Questions Without Answers

Try as I might, my heart longs for answers to questions that I will never be able to truly answer.  I may have theories but they may be wrong.  For too many years, when we knew nothing about my adoptee parents’ origins, we made up plausible stories –

My mom had been stolen from her illiterate parents from the hospital in Virginia where she was born by a nurse in cahoots with Georgia Tann who transported her to Memphis.  There was no other way she could reconcile being adopted as an infant in Memphis when she had actually been born in Virginia and who could blame her for that confusion ?

Because my dad was dark complected and seemed so comfortable with the natives in Mexico, I thought that he must have been mixed race with a Mexican mother and an Anglo father and that she had crossed the border with her infant and left him upon the doorstep of the Salvation Army with a note that said – “Take care of my baby, Maria.”

So my maternal grandmother was exploited by three women in Memphis – Georgia Tann certainly but also Georgia Robinson the superintendent at Porter Leath orphanage who had agreed to give my mom “temporary care” and then betrayed her to the baby seller, Miss Tann, as well as the Juvenile Court Judge Camille Kelley who was Miss Tann’s close friend and could be counted upon to remove any child from their parents for nothing more abusive than poverty and a lack of immediate family support.

And my dad wasn’t Mexican at all.  His dark complexion came from his Danish immigrant father who was a married man, so his unwed young mother went to a Salvation Army home for unwed mothers at Ocean  Beach California just west of San Diego.  His father probably never even knew of his existence.  More’s the pity, as fishermen who loved the ocean they would have been great friends.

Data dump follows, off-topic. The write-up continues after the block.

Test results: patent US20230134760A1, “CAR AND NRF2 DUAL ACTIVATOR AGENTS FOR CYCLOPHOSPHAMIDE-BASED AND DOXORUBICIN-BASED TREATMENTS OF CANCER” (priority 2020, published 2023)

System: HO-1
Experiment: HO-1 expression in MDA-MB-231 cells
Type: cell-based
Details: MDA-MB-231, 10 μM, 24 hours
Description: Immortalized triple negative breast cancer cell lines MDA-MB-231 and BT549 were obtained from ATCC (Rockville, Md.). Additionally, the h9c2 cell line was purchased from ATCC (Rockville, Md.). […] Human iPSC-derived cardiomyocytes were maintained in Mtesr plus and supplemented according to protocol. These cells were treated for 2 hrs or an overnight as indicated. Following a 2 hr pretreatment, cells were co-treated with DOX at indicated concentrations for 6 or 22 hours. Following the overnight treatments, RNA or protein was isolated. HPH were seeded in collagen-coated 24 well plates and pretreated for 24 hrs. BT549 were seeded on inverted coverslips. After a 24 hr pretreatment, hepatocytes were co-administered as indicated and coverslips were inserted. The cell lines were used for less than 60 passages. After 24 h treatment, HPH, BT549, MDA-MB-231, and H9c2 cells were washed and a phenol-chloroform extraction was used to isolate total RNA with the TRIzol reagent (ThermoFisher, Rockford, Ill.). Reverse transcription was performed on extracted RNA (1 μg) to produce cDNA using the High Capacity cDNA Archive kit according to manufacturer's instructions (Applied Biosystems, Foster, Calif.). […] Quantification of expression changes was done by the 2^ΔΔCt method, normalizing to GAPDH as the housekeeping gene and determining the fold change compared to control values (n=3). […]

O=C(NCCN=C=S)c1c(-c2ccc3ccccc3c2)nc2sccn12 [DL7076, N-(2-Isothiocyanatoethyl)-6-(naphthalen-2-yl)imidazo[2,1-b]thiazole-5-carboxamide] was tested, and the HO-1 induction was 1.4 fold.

I’ll never know why my maternal grandfather never came to my maternal grandmother’s rescue or why they separated after only 4 months of marriage with her pregnant already.  I’ll never know why she went to Virginia to give birth, though I suspect she was sent away to avoid embarrassment to her immediate family in a very conservative religious rural community.

I can only live with the questions that will never have answers while basking in the glow of knowing so much that over 6 decades of living never prepared me to uncover.

Sunday Morning

I woke up this morning remembering going to church with my dad after my mom died.  Growing up, my dad never went to church with us.  He worked a lot, often double shifts at Standard Oil Refinery in El Paso Texas.  After us kids left home, he started going to keep my mom company.  Somehow it fed something in him that he continued to go after he lost her.

I don’t know what caused this photo to be taken or how it ended up in the possession of my dad’s original mother.  I am intrigued by what appear to be several bed frames in the background.  My dad was born in a Salvation Army Home for Unwed Mothers in San Diego California.  After he was born, his mother was hired as a helper by the Salvation Army and transferred to El Paso Texas.  It may be that my dad’s adoptive mother took him to visit her there.  It may be that the look on his face is a disturbed recognition of his own mother.  I’ll never know.

I know that by this point, he had been adopted for the first time.  He would be adopted a second time after my Granny kicked her first husband, an abusive alcoholic, out of her home and then married a WWII veteran.  So my dad was already 8 years old when he was adopted for the second time and had 2/3s of his name changed – again.

My dad looks healthy but not entirely happy here.  I continue to wonder what that expression on his face means.  It is serious and perhaps puzzled.

My dad simply accepted his adoption and never showed any interest in knowing about his original family.  He cautioned my adoptee mom when she was seeking a reunion for herself that she might be opening up a can of worms.  I think this epitomizes his perspective.  Maybe he was afraid of learning the truth.  I know he loved and cared for his adoptive parents.

It is a shame he didn’t know more about his origins, origins that I am fortunate to know now.  He was so much like his Danish fisherman father and they would have had a great time in a boat out on the ocean doing what came naturally to both of them.